Family Birth Order

Study after study shows that birth order plays a huge role in developing one’s personality.  Each birth order position has a unique set of characteristics.  This lesson engages every student in the class because everyone has a birth order position they can speak about and relate to.  Incorporated into this lesson is also an optional activity that will give you a great bulletin board or showcase display that will have your whole school or other classes interested in what you are doing.

Class Time:  3-4 periods (43 minutes)

Class Size:  16

PA Standards

  • 11.4.12 A  Analyze current research on existing theories in child development and its impact on parenting (e.g., Piaget, Erikson and prior findings versus new brain development research).


  • Show students the power point slides of famous people and ask the same question for each slide:  “What do these people have in common?”  You may get some interesting answers but the one you are looking for is that the people/characters on each slide all share the same birth order position.


  • Projector
  • Template to trace of a persons body
  • Markers
  • Poster board/Construction paper (large)


Day 1

  • Survey students to find out what birth order position they are and group them accordingly.  Give each group a large piece of paper and ask them to generate a list of pros/cons to being in that position of their family.  Encourage them to think about parental expectations, rules, chores, discipline and treatment of siblings when generating this list.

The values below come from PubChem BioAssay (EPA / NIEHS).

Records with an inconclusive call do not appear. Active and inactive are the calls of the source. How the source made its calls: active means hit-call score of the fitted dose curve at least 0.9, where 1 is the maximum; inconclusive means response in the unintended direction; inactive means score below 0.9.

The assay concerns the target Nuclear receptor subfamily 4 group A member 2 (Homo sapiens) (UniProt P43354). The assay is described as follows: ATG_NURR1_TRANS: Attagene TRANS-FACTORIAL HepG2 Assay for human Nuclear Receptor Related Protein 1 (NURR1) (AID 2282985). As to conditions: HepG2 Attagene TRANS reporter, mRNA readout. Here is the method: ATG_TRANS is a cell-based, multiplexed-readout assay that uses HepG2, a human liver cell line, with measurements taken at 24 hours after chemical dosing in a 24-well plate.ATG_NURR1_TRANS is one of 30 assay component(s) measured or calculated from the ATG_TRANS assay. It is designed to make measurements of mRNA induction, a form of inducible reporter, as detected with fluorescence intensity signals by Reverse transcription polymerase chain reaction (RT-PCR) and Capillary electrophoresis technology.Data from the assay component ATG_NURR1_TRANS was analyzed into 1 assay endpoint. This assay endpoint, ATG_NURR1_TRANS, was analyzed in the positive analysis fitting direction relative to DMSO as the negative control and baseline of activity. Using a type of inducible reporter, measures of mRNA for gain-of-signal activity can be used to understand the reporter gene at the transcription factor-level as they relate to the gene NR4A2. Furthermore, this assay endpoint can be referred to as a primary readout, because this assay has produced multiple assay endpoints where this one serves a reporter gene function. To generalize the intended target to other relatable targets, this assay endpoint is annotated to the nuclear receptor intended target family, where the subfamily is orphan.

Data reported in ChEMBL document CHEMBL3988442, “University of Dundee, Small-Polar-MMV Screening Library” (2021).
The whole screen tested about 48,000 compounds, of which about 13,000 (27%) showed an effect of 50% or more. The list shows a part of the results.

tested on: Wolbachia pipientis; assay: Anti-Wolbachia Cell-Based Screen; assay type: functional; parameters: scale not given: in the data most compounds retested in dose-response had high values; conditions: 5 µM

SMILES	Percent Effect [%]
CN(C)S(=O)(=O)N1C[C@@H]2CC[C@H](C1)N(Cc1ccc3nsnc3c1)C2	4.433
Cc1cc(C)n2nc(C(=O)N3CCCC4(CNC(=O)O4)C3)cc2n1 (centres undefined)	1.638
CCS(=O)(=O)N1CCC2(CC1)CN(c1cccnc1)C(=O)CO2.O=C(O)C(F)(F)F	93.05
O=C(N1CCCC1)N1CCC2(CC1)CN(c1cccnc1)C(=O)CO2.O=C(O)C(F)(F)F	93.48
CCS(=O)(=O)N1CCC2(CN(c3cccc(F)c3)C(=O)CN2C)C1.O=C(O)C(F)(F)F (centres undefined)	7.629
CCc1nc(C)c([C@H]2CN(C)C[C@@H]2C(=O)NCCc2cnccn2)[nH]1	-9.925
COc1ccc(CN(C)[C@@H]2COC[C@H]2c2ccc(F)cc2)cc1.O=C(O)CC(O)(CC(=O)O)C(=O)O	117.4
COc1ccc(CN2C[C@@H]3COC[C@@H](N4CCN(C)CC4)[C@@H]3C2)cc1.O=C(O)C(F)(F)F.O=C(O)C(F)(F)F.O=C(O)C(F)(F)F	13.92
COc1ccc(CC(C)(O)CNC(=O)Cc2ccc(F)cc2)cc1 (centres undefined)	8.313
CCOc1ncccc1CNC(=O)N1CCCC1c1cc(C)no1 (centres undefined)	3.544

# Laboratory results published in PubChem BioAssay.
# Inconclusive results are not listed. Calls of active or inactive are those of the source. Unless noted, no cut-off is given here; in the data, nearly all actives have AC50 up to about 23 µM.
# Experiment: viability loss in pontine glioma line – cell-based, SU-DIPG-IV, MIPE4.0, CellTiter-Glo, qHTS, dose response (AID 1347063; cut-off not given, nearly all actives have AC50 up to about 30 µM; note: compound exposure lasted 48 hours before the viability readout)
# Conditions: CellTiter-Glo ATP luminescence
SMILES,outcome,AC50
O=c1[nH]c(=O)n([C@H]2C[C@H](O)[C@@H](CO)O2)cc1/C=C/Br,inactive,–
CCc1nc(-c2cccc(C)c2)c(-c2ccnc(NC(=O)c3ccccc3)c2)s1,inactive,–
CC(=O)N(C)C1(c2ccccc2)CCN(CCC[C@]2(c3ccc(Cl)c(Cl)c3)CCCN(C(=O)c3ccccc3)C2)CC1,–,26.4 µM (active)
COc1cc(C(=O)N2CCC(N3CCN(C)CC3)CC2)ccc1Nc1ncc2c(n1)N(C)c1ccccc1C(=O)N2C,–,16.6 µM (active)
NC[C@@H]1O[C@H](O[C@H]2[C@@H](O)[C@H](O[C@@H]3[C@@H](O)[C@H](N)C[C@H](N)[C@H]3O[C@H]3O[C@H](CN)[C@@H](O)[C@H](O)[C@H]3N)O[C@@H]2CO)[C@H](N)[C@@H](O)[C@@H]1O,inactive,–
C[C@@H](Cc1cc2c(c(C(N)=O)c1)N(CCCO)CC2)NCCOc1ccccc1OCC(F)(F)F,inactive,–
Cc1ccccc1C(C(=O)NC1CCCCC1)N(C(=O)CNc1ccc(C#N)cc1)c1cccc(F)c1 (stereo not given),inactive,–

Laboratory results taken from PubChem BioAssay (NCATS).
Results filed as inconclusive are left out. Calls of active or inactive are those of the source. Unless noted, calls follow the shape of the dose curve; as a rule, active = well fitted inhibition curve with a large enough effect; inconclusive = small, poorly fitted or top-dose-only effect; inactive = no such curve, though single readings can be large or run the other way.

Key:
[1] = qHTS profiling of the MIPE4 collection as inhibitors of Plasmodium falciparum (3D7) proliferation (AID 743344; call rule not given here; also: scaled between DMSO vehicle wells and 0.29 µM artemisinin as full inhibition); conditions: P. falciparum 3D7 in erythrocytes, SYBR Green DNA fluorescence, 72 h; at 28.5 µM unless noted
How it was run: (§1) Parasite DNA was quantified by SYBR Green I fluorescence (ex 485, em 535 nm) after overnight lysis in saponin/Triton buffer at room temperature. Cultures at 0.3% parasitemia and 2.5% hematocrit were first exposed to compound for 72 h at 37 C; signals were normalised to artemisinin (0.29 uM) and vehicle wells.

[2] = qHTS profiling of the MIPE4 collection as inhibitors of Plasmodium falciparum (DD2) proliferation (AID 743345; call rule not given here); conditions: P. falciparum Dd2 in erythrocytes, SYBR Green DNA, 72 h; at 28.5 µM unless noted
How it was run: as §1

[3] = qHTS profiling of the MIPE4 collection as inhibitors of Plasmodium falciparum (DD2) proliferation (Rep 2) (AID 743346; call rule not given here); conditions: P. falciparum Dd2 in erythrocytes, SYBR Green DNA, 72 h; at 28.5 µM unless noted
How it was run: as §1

• Have birth order groups share their pros/cons to their positions so the class can see the similarities and/or differences to them in relation to their own positions.

Day 2

  • To learn more about the characteristics/traits associated with each birth order position, have students research them and complete a graphic organizer.  Students are to use all three of the provided resources:  a website, a newsletter and the textbook ( I use Child Development Early Stages Through Age 12).

Day 3

  • Once the graphic organizer is complete, view the following video clip to learn more about the impact of birth order on your life and complete the review and writing assessment activities.

Day 4

  • Optional Bulletin Board/Show Case Project:  In birth order groups, have students trace a template of a person/body (the art department at my school assisted with this) on a large piece of poster board and title it with your birth order position.  Inside the person/body creatively write the characteristics and traits that coincide with that position (like a hand made WORDLE).
  • Survey the faculty/staff at your school to find out their birth order positions and write their names on a grid like chart and on colorful post-it-notes.  Pass out the grid/chart to students and have them guess the position of each faculty/staff member  and have them take their assigned post-it-notes and place on the correct poster (around the body).  Go over correct answers and move any post-it-notes that are incorrect.  Hang on the bulletin board or place in a hallway show case for the whole school to see.



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1 comment for “Family Birth Order

  1. Susan Raines
    September 13, 2014 at 9:51 am

    I started the year off with the families unit and one of the topics I have had a problem with is birth order. I made a template out of butcher paper and had the students group according to birth order. I then split the groups so there were only 4 to a group. I offered them some simple decorations yarn, buttons, left over scrapbook paper, construction paper etc. they had a great time and the results were fantastic. Each group was assigned a color that had to be on their person. It took us 3 days, 45 minute periods.

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